Sarafine has a MacBook Air and two old PCs with unique programs on them that she uses. How can she consolidate them? She doesn't have installation discs. Leo says that Virtualization could work and have Sarafine can then eliminate both those old PCs. VMWare or Parallels is what Leo recommends. It will then enable Sarafine to run Windows virtually and access the data from the Cloud or an external hard drive. That way she won't have to worry about those old PCs dying on her. She can create a drive image of the hard drives and then open that image within Virtual Machine.
Roger wants to know why his audio recording software will stop working if he upgrades to Windows 10. Leo says it may work if you use Windows 7 in Virtual Machine, where it's in emulation inside of Windows 10. Leo recommends VMWare. It will preserve your installation as a single file and then use it on any computer. The only limitation may be the hardware interface or dongle you have to use with the software. The other option is to go dual boot, where your PC will give you the option to boot into Windows 7 or Windows 10 when you turn it on.
Terry has a MacBook Air, running Parallels so he can dual boot into Windows. After he upgraded to Windows 10, however, he had to upgrade Parallels and it trashed the drive. So he rebooted and reinstalled everything, and now Parallels wants him to pay for it again. Leo says that somewhere on the drive was a hidden file, perhaps in the application support folder, that has his registration data. So if he formatted the hard drive, Terry lost that data. Leo also says he'll have to reinstall Windows 7 again after installing Parallels.
Steve has a Windows 10 machine that he also runs Hyper-V Virtual Machine on, but he loses access to his USB ports in doing so. How can he access USB through Virtual Machine? Leo says it could be in the settings. VMWare has that access. He should look in the settings and see if he has to enable and assign it.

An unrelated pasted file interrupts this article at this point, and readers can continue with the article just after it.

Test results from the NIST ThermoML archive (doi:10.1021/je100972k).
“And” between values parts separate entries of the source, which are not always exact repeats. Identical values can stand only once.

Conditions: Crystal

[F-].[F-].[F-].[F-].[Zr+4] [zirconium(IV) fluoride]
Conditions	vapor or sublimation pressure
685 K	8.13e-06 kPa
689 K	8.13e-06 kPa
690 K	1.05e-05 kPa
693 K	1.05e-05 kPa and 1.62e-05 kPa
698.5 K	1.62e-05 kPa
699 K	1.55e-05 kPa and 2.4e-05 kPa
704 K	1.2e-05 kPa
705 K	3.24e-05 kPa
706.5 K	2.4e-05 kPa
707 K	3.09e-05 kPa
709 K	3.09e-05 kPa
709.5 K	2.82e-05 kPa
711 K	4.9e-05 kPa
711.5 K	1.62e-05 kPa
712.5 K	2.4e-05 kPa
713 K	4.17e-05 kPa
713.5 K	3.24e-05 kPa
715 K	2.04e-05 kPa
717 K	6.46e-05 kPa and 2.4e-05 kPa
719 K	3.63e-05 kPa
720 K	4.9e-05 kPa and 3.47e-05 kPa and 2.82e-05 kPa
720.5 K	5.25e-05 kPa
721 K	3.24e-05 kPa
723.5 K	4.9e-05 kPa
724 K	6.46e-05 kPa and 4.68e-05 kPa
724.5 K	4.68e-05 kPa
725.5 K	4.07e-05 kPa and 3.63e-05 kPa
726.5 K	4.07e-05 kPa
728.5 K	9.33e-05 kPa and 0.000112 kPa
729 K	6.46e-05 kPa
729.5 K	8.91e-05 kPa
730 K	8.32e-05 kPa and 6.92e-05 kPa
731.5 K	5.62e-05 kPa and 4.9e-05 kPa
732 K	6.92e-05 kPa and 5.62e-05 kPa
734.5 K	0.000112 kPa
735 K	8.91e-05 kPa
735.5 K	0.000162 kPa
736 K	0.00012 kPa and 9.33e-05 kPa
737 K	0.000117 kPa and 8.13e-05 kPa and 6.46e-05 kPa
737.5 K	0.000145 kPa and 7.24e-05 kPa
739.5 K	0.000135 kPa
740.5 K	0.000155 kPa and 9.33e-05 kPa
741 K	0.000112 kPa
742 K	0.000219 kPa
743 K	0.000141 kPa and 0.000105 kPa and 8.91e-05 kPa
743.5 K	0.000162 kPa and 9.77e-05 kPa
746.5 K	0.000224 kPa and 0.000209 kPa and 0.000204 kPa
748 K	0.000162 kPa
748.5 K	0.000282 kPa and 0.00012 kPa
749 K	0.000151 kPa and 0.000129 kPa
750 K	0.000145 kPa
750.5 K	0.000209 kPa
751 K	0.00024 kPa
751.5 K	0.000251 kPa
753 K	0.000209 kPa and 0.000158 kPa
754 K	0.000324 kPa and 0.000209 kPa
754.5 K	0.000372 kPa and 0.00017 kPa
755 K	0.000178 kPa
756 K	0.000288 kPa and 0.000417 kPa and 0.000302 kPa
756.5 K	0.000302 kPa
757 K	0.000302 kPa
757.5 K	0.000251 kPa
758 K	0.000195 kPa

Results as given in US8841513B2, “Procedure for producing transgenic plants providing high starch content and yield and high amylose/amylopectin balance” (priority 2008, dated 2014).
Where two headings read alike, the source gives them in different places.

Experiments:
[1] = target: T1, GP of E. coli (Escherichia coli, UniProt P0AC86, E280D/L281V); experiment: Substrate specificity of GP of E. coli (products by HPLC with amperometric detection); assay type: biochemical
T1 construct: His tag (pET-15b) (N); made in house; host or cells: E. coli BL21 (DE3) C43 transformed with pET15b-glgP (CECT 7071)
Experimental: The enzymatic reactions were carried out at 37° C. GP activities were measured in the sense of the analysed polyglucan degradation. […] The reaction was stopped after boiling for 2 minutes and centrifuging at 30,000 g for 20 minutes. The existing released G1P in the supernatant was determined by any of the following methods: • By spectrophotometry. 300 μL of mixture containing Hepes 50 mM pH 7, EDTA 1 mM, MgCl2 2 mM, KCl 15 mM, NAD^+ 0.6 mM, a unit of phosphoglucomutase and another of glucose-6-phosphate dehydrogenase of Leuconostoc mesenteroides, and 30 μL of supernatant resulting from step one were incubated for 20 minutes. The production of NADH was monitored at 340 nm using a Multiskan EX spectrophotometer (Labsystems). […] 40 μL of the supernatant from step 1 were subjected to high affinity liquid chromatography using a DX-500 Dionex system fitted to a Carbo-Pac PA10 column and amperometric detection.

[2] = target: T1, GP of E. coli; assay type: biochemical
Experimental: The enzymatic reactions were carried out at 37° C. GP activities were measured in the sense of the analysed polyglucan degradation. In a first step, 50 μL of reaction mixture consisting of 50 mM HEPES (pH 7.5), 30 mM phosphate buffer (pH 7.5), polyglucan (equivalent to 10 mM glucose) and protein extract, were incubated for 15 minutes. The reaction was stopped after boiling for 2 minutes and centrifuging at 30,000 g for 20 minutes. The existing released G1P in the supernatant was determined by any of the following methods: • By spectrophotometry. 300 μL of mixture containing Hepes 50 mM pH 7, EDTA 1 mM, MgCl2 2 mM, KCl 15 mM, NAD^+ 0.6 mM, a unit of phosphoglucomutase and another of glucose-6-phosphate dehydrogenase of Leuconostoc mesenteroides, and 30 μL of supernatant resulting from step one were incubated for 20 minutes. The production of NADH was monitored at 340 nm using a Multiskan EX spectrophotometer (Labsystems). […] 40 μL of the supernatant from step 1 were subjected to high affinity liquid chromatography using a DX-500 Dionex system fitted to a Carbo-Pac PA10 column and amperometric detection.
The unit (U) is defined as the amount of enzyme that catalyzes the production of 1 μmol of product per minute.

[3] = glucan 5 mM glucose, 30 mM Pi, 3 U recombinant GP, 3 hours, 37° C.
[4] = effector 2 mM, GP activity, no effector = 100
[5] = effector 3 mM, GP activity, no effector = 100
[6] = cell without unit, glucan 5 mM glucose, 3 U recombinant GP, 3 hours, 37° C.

The chatroom says that Microsoft wants you to use Remote Desktop to pass it along. That seems counter-intuitive, but it may be that Microsoft didn't want to compete with VMWare.
Robert wants to refresh his Windows PC without losing any programs that he doesn't have discs for anymore. Leo says he's going to lose them, and there's no way around it. There are some apps that claim to move software over, but they don't really work all that great. It's very hit or miss. He could install another version of Windows and have two OS installed, but that'll take up a ton of space. If he has a secondary drive, and installs on that, then that would probably be the best way short of tracking down the program itself.
Leo says she should install the VirtualBox software in the same place she installs her other programs. She will install that first, then run it to set up a virtual machine. It will install the operating system from the ISO that she has, and it only will use that ISO once. So that can be located anywhere. In fact, Leo often puts ISOs on USB keys. The ISO is the operating system installer, essentially. Then, the virtual machine can be installed anywhere she wants. If she has a faster, or larger drive, she can put it there.